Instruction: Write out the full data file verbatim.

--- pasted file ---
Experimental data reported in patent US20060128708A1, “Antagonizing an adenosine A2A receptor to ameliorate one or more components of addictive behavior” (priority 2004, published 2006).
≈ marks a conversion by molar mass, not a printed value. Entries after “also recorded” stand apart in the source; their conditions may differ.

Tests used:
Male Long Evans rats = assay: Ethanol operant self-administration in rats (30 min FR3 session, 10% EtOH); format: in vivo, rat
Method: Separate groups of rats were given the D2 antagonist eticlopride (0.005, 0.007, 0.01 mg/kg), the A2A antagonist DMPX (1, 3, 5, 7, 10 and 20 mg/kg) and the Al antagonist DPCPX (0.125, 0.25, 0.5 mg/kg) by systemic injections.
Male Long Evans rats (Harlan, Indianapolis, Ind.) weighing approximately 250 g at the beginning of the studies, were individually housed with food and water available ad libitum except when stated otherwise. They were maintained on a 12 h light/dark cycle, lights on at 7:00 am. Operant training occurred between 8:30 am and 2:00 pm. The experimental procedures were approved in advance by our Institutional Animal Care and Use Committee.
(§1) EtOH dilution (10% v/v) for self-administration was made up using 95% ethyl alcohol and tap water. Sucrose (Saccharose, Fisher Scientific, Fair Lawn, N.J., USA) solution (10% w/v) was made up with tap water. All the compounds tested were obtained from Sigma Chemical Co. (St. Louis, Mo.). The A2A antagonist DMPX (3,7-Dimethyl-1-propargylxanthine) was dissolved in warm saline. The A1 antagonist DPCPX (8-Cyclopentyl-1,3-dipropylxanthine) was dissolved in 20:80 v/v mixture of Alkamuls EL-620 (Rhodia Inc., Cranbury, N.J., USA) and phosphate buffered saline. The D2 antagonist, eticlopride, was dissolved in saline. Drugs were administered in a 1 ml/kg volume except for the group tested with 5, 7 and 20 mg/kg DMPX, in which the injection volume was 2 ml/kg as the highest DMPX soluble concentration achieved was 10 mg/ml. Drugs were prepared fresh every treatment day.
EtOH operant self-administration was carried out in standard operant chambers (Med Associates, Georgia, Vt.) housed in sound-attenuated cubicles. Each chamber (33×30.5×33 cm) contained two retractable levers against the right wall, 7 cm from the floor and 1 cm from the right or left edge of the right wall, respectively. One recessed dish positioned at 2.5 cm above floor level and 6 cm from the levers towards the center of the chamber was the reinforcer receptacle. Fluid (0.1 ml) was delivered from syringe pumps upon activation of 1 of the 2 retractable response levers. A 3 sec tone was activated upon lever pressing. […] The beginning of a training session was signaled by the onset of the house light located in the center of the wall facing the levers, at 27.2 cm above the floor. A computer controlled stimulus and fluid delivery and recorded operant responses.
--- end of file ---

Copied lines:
Experimental data reported in patent US20060128708A1, “Antagonizing an adenosine A2A receptor to ameliorate one or more components of addictive behavior” (priority 2004, published 2006).
≈ marks a conversion by molar mass, not a printed value. Entries after “also recorded” stand apart in the source; their conditions may differ.

Tests used:
Male Long Evans rats = assay: Ethanol operant self-administration in rats (30 min FR3 session, 10% EtOH); format: in vivo, rat
Method: Separate groups of rats were given the D2 antagonist eticlopride (0.005, 0.007, 0.01 mg/kg), the A2A antagonist DMPX (1, 3, 5, 7, 10 and 20 mg/kg) and the Al antagonist DPCPX (0.125, 0.25, 0.5 mg/kg) by systemic injections.
Male Long Evans rats (Harlan, Indianapolis, Ind.) weighing approximately 250 g at the beginning of the studies, were individually housed with food and water available ad libitum except when stated otherwise. They were maintained on a 12 h light/dark cycle, lights on at 7:00 am. Operant training occurred between 8:30 am and 2:00 pm. The experimental procedures were approved in advance by our Institutional Animal Care and Use Committee.
(§1) EtOH dilution (10% v/v) for self-administration was made up using 95% ethyl alcohol and tap water. Sucrose (Saccharose, Fisher Scientific, Fair Lawn, N.J., USA) solution (10% w/v) was made up with tap water. All the compounds tested were obtained from Sigma Chemical Co. (St. Louis, Mo.). The A2A antagonist DMPX (3,7-Dimethyl-1-propargylxanthine) was dissolved in warm saline. The A1 antagonist DPCPX (8-Cyclopentyl-1,3-dipropylxanthine) was dissolved in 20:80 v/v mixture of Alkamuls EL-620 (Rhodia Inc., Cranbury, N.J., USA) and phosphate buffered saline. The D2 antagonist, eticlopride, was dissolved in saline. Drugs were administered in a 1 ml/kg volume except for the group tested with 5, 7 and 20 mg/kg DMPX, in which the injection volume was 2 ml/kg as the highest DMPX soluble concentration achieved was 10 mg/ml. Drugs were prepared fresh every treatment day.
EtOH operant self-administration was carried out in standard operant chambers (Med Associates, Georgia, Vt.) housed in sound-attenuated cubicles. Each chamber (33×30.5×33 cm) contained two retractable levers against the right wall, 7 cm from the floor and 1 cm from the right or left edge of the right wall, respectively. One recessed dish positioned at 2.5 cm above floor level and 6 cm from the levers towards the center of the chamber was the reinforcer receptacle. Fluid (0.1 ml) was delivered from syringe pumps upon activation of 1 of the 2 retractable response levers. A 3 sec tone was activated upon lever pressing. […] The beginning of a training session was signaled by the onset of the house light located in the center of the wall facing the levers, at 27.2 cm above the floor. A computer controlled stimulus and fluid delivery and recorded operant responses.